High salinity Short-term hypersalinity events (> 40-45 psu) have been shown to suppress Labyrinthula proliferation and infection. Trevathan-Tackett et al. 2011; Bishop et al. 2017
Disease Proliferation Virulence genes Mechanisms behind Labyrinthula virulence is a topic still undergoing research. NA
Seagrass density Seagrass meadows with high leaf density have been show to exhibit higher degree of lesions and diseases, likely due to the great chance of leaf-to-leaf transference of pathogenic Labyrinthula Groner et al. 2016; Irving et al. 2016
Climate Change & Future Predictions There has been some work predicting the effects of climate change on seagrass wasting disease. Most are laboratory experiments simulating shifts in environmental conditions (see above), while some papers have taken a modelling approach to predict disease and transference. Irving et al. 2016


Examples of lesion formation after seagrasses Zostera muelleri and Heterozostera nigricaulis were infected with Labyrinthula for three days. Arrows point to black lesions caused by Labyrinthula infection that can bisect the leaf width or spread along the leaf edge. Insets highlight the lesion details. First (1°), second rank (2°) and third (3°) rank blades indicate youngest and second- and third-oldest leaf blades, respectively. Scale bars= 1 cm.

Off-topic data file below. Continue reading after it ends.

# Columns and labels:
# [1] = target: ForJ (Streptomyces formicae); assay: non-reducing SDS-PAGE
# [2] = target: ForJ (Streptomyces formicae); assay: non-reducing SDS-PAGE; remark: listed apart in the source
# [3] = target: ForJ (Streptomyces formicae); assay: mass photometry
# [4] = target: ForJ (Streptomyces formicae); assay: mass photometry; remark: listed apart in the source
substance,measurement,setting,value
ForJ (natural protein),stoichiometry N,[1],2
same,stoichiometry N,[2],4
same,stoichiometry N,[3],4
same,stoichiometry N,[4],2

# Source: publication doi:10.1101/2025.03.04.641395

An example of what Labyrinthula looks like when isolated from a seagrass leaf. The seagrass leaf blade (right) was placed of serum-seawater agar petri dish for a couple days prior to a Labyrinthula colony growing onto the agar. Photo was taken with a microscope under phase contrast and the scale bar represents 1 mm. Photo credit: B. Sullivan & S. Trevathan-Tackett